07978.5: ---: Unid 0627 USB (offset +1500) R&S ALIS 228Bd/170, selcall to 220 (03Jul17) (AAI)
07990.0: ---: Unid: 0630 USB phone comms scrambled using HF CRY-2001 (Sailor-2001) (14Jul17) (AAI)
08016.0: S21: NPRD-Net Split, HRV 0740 USB MIL 188-141A sounding (01Jul17) (AAI)
08016.0: S21: NPRD Network, HRV 0712 USB MIL 188-141A sounding (24Jul17) (AAI)
08016.0: S22: NPRD Network, HRV 0703 USB MIL 188-141A sounding (24Jul17) (AAI) [I]
08021.5: 4KV: Unid 0612 USB MIL 188-141A call 1KV (20Jul17) (AAI)
08054.0: ZD02: Algerian Military, ALG 0825 USB MIL 188-141A call ZD01 (21Jul17) (AAI)
08058.6: ---: Unid 0607 USB (offset + 1600) BELL 103 compatible modem FSK 300Bd/200 in selcall mode (04Jul17) (AAI)
08103.7: HWK01: Swedish Armed Forces, S 0655 USB 3G-HF 1-way FLSU / MIL 188-110A Serial, S-5066 Circuit Mode service, unid RCOP client sending data to VJL (25Jul17) (AAI)
08105.0: CFI: Unid 0550 USB MIL 188-141A call CONRRD19 (09Jul17) (AAI)
08105.0: CFIRRD19: Unid 0534 USB MIL 188-141A call D2IRRD19 (13Jul17) (AAI)
08105.0: CFIRRD19: Unid 0542 USB MIL 188-141A handshake CONRRD19 / MIL 188-110A Serial (13Jul17) (AAI)
08138.0: WAF: ENI/NOC Al Wafa field, LYB 0634 USB MIL 188-141A call MEL Mellitah terminal, short French language male op-chat (04Jul17) (AAI) [1]
08163.0: ---: Unid 0651.0 USB 3G-HF 2-way FLSU handshake / HDL6 tranfser (25Jul17) (AAI)
08168.5: CFIRRD17: Unid 0604 USB USB MIL 188-141A call D2IRRD17 (20Jul17) (AAI)
08190.0: STANISCI: Italian GdF Ship G.1 28 "Vicebrigadiere Stanisci", I 0558 USB MIL 188-141A call MESSINA (24Jul17) (AAI)
08195.0: 10536: Unid 0554 USB MIL 188-141A call 8536 (09Jul17) (AAI)
08234.0: BB1: Israeli Air Force 30th AB, 124 Sqn Palmachim, ISR 0519 USB MIL 188-141A call AAA (05Jul17) (AAI)
08244.5: ---: Unid 0824 USB Arcotel MAHRS-2400 based ARQ system, proprietary 2400Bd PSK-8 burst waveform (17Jul17) (AAI)
08311.0: ABC7: Croatian Military, HRV 0742  USB MIL 188-141A Handshake / voice comms, radio-check w/ABS5 (25Jul17) (AAI)
08327.0: ---: Unid 0709 USB 3G-HF FLSU handshake / LDL160, sending 139 bytes CITADEL encrypted file (10Jul17) (AAI)
08875.0: X44: Unid (prob. Moroccan Military) 0535 USB MIL 188-141A sounding (14Jul17) (AAI)
08992.0: SIGONELLA: US NAS Sigonella, I 2004 J3E/USB test count (06Jul17) (AAI)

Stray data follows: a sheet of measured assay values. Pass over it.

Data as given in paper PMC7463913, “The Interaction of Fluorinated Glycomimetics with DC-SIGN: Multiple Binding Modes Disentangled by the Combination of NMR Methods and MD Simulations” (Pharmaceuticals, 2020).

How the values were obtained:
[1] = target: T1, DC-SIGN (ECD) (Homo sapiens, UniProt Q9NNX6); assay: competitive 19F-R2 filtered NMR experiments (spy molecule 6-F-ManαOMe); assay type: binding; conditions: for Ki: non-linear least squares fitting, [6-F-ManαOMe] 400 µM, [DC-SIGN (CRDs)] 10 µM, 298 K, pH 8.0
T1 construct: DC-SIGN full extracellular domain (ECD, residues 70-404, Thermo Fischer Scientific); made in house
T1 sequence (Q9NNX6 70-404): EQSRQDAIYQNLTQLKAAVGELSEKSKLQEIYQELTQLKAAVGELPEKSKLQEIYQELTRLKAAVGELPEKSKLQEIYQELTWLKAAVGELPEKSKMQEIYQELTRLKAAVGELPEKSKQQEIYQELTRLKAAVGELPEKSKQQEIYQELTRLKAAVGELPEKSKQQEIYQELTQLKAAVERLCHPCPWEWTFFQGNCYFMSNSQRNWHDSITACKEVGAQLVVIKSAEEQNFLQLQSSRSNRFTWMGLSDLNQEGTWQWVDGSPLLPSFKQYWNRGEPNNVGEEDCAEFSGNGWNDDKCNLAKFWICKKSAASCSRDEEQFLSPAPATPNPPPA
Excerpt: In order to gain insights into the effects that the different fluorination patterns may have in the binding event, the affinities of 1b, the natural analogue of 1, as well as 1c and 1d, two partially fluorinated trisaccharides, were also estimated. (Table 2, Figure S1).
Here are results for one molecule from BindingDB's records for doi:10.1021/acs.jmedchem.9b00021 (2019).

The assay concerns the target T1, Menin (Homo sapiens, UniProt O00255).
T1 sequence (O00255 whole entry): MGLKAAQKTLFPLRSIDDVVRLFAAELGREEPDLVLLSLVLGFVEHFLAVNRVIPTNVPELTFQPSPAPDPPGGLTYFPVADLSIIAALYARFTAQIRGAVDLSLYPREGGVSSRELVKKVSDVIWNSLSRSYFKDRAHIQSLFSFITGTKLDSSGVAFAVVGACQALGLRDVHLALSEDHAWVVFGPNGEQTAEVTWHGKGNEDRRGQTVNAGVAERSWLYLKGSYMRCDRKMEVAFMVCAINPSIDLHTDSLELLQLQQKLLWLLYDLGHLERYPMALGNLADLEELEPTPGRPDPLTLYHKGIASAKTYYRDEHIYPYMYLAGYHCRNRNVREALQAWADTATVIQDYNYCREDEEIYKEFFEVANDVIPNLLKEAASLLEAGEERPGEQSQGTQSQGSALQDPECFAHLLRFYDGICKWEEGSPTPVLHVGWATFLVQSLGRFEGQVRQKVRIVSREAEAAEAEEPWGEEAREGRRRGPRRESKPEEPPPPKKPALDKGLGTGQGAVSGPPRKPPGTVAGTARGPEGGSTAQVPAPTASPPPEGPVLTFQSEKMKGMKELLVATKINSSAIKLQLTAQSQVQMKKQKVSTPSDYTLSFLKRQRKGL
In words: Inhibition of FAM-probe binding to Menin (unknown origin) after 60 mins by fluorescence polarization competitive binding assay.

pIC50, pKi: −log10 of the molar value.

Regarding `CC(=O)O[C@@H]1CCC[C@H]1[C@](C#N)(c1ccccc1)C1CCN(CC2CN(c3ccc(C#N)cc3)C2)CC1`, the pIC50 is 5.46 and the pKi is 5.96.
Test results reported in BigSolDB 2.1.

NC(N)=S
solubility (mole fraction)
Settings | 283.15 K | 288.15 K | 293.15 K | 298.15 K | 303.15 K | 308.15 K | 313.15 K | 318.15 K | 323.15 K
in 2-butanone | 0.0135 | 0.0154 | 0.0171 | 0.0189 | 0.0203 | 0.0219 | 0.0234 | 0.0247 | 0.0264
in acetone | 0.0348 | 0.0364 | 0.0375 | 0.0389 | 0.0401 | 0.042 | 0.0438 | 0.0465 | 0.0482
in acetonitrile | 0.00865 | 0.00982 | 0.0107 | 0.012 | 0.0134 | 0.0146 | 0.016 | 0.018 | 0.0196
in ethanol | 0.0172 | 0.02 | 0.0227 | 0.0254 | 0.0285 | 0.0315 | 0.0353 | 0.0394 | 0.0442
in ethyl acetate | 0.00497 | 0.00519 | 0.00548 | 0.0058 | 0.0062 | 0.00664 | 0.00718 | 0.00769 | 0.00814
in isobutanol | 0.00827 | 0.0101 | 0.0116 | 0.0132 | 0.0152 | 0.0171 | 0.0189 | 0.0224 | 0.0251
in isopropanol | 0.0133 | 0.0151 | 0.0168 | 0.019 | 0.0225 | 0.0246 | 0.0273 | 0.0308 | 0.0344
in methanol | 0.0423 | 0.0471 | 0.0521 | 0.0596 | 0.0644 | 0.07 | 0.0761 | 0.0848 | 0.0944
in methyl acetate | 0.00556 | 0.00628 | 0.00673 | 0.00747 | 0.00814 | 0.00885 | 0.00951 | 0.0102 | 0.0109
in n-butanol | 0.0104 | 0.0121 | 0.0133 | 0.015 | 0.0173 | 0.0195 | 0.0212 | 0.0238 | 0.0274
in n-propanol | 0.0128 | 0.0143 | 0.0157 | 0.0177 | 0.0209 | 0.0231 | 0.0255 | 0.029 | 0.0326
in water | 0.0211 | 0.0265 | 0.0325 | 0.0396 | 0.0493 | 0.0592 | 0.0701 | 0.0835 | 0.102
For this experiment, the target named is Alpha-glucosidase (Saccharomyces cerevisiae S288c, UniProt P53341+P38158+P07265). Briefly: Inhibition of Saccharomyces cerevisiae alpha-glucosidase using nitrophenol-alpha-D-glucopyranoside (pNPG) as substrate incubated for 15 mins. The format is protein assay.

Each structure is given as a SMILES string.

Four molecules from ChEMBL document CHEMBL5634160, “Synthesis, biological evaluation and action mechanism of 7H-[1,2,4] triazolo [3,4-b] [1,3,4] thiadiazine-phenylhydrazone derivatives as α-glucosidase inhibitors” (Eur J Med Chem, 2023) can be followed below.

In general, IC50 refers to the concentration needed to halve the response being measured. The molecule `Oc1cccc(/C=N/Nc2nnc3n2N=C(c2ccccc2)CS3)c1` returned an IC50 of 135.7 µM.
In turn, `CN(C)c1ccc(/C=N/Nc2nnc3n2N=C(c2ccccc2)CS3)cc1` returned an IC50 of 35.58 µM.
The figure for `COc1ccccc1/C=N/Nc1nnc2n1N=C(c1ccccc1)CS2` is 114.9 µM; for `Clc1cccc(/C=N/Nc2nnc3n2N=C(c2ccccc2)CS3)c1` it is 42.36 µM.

10051.0: ---: New York Volmet, USA 0450 J3E/USB Aviational Weather Tampa, Bermuda, West Palm Beach,... (04Jul17) (AAI)
10713.0: SNB813: Polish Military, POL 1335 USB MIL 188-141A sounding (25Jul17) (AAI)
11050.0: ND1: Unid 1016 USB MIL 188-141A handshake FS1 / RFSM8000 serial modem (09Jul17) (AAI)
11056.0: Z01: Croatian NPRD Net Zagreb, HRV 0627 USB MIL 188-141A sounding (07Jul17) (AAI)
11075.0: PEM04D: French Navy, F 0819 USB MIL 188-141A call PEM01D (13Jul17) (AAI)
11111.0: TUD: Tunisian MOI net, TUN 0854 USB MIL 188-141A handshake / PACTOR-II, encrypted email to STAT24 (06Jul17) (AAI)
11186.0: ---: Unid 0517 USB 3G-HF 2-way FLSU handshake flwd by LDL352 sending 699 bytes Citadel encrypted file (04Jul17) (AAI)
11412.0: ---: Unid (Czech Diplo?) 0710 USB (offset +1500) PacTOR-III messages (02Jul17) (AAI)
11490.0: ---: Russian Mil/Intel, RUS 0517 (cf) MOROZ FSK 50Bd/500, reversals (04Jul17) (AAI)
13200.0: ANDREWS: Andrews AFB, USA 0600 J3E/USB test count (12Jul17) (AAI)
13500.0: ---: Unid 0550 USB CIS 6 x 100Bd/120Hz VFT system (12Jul17) (AAI)
14371.0: CENTR2: Roumenian Diplo Bucarest #2, ROU 0723 USB MIL 188-141A handshake / MIL 188-110A Serial, short message to PHG using STANAG-5066 (14Jul17) (AAI)
14550.0: R65: Moroccan Military, MRC 0758 USB MIL 188-141A sounding (14Jul17) (AAI)
14693.5: N64: Unid 0741  USB MIL 188-141A call A85 (14Jul17) (AAI)
14773.5: N64: Unid 0709  USB MIL 188-141A call A85 (14Jul17) (AAI)
14800.0: CVZ: Algerian Air Force, ALG 1228 USB MIL 188-141A call HA2 (24Jul17) (AAI)
16716.0: ---: 0819 USB 3G-HF 2-way FLSU handshake / HDL6 tranfser, Harris "citadel" encrypted 923 bytes file (14Jul17) (AAI)
16964.0. ---. UNID 0640 usb (cf +1800) PacTOR-II FEC (15Jul17) (AAI)
17122.0: ---: Unid 1303 USB HARRIS Autolink-I flwd by MIL 188-110 App.B 39-tone modem sending 5LGs (01Jul17) (AAI)
17127.3: CTA: Potoguese Navy Monstanto, POR 1450 LSB STANAG-4285 600bps/L, Channel Availability for ship-shore "1450Z//CTA02I/CTA08I/CTA12I/CTA14I/CTA16I/CTA19I//" (16Jul17) (AAI)
17398.0: XSQ: Guangzhou Radio, CHN 1506 J3E/USB Navigational warnings (16Jul17) (AAI)